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CHP Officer Charged with DUI Had Ambien in His System

Attorney says sleep aid was in Michael Mallory’s system when he crashed into parked cars in Arroyo Grande

By Gina Potthoff, Noozhawk Staff Writer | @ginapotthoff |

A Santa Maria-based California Highway Patrol officer accused of driving under the influence had a sleeping-aid drug in his system when he crashed his vehicle in Arroyo Grande two months ago, according to his attorney.

Michael Shane Mallory
Michael Shane Mallory

Michael Mallory, 37, who was acting as public information officer for the CHP’s Santa Maria office at the time, reportedly crashed his vehicle into two parked cars about 6:30 a.m. Aug. 8 in Arroyo Grande. He wasn’t on duty at the time, but was on his way to work.

Police responded and conducted field sobriety tests, which showed signs of impairment.

Mallory’s attorney, William Aron, said Friday that his client’s blood screening – which originally came back negative for both drugs and alcohol – shows that Ambien, a sedative and popular sleep aid, was present.

“We don’t know if that’s going to be sufficient enough for the prosecution to proceed,” Aron said.

Mallory pleaded not guilty to driving under the influence, a misdemeanor, in San Luis Obispo County Superior Court on Sept. 6.

The new toxicology results were shared in court this week.

Mallory’s initial blood test results were negative for alcohol and the most commonly abused drugs, so his blood was sent back to screen for prescription drugs, San Luis Obispo Chief Deputy District Attorney Jerret Gran said.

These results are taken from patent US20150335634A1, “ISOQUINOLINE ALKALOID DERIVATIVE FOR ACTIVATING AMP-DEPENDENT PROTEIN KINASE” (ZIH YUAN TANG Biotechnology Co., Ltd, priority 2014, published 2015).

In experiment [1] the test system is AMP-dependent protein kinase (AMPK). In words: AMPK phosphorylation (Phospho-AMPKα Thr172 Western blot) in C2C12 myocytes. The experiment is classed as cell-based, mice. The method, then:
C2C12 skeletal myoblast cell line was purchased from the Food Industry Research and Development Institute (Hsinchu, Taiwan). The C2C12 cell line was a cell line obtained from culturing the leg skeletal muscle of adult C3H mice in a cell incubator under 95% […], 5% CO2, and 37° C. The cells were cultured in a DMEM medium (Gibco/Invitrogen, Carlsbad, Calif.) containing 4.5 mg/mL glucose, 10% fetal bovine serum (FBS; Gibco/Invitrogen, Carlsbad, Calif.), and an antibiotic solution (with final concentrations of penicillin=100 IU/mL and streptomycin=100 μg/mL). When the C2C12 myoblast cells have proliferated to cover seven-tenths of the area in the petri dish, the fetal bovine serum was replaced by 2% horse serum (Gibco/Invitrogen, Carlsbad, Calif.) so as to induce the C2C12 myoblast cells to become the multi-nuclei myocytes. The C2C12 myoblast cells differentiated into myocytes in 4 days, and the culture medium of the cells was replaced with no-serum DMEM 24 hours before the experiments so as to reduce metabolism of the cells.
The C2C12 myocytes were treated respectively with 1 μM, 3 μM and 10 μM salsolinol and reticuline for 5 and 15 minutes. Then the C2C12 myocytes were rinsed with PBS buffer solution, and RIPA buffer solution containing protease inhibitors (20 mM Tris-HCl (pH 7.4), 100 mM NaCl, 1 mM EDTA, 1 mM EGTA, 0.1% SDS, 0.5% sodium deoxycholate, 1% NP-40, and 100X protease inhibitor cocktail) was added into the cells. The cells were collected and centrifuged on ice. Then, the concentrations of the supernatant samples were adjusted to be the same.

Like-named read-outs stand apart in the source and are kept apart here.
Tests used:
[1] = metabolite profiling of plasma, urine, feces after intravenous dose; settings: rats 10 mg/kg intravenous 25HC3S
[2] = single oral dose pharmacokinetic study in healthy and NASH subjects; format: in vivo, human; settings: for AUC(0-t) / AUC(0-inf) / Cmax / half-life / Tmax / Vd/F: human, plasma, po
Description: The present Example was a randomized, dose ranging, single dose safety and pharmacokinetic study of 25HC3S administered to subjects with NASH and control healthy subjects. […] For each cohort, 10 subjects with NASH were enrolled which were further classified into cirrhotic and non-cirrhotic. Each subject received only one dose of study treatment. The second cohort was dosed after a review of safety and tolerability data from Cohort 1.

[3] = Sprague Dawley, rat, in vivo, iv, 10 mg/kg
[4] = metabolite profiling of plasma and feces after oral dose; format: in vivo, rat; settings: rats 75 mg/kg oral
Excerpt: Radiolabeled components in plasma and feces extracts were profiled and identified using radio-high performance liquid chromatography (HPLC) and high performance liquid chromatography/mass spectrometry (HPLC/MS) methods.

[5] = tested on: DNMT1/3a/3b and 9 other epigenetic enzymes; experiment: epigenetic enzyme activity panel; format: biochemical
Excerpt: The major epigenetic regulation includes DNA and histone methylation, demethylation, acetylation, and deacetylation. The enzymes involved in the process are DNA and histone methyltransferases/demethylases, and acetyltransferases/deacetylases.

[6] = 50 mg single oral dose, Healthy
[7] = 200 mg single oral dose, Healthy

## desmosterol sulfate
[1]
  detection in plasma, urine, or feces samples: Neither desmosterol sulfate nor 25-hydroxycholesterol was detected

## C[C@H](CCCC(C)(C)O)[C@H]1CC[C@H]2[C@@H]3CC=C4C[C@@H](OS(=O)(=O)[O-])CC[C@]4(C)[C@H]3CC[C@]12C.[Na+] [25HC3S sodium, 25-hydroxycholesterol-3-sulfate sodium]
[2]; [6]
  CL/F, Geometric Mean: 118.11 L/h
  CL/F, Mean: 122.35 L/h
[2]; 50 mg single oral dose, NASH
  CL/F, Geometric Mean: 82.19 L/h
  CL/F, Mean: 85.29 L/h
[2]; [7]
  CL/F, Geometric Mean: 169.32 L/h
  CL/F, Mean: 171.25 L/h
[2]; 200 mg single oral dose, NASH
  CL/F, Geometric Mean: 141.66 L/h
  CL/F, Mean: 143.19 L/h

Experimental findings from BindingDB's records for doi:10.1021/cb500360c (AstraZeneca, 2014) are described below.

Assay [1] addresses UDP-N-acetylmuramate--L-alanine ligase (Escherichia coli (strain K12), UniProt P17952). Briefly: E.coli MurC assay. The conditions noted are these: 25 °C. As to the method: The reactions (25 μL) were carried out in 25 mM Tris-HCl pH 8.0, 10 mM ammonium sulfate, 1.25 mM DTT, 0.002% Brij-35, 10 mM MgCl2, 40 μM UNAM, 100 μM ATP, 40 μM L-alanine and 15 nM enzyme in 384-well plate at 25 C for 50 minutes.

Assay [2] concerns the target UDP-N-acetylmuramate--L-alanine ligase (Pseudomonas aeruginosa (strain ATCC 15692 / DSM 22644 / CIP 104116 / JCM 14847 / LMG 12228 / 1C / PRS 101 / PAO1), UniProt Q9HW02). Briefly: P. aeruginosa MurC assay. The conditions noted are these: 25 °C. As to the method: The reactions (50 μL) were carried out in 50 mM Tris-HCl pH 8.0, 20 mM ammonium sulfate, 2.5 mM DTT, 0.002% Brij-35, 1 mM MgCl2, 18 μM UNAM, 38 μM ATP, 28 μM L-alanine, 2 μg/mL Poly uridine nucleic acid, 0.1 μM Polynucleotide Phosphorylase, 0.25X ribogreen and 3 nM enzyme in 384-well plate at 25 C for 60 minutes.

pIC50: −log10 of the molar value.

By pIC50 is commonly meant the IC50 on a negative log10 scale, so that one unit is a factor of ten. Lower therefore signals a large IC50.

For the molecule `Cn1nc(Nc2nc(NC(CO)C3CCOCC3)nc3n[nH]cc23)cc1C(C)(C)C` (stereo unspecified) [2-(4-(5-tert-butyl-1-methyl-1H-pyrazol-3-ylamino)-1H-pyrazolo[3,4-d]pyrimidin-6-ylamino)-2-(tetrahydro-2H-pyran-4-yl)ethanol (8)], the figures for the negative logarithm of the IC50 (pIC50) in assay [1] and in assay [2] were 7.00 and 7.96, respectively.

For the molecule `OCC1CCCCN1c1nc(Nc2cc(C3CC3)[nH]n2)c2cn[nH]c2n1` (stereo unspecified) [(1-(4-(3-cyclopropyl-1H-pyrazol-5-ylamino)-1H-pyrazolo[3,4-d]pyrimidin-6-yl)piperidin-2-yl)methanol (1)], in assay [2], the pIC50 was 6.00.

Aron would not comment on why Ambien was found in Mallory’s system, but he said he is “cautiously optimistic” that the prosecution has a borderline case, at best.

“Obviously, we’re hoping for an acquittal,” Aron said. “He’s working and looking forward to moving on with life.”

Mallory wasn’t placed on any kind of administrative leave after the incident, but he is no longer the public information officer.

Mallory is scheduled to be back in court Nov. 20, when a resolution should be reached, Aron said.

Noozhawk staff writer Gina Potthoff can be reached at .(JavaScript must be enabled to view this email address). Follow Noozhawk on Twitter: @noozhawk, @NoozhawkNews and @NoozhawkBiz. Connect with Noozhawk on Facebook.




comments powered by Disqus

» on 10.06.12 @ 02:05 AM

A borderline case? He crashed his vehicle into two parked cars at 6:30 AM, failed field sobriety tests, and the chemical test shows a problematic prescription sleeping aid in his system, right? You don’t think he was sufficiently under the influence of this prescription medication to the point that his driving was impaired, which we all know is illegal under the Vehicle Code? Really??

» on 10.08.12 @ 01:35 PM

If this was a regular citizen you can bet your last dollar that regular citizen would be prosecuted. But then this is up in SLO County where the Good Ol Boy system is in place.

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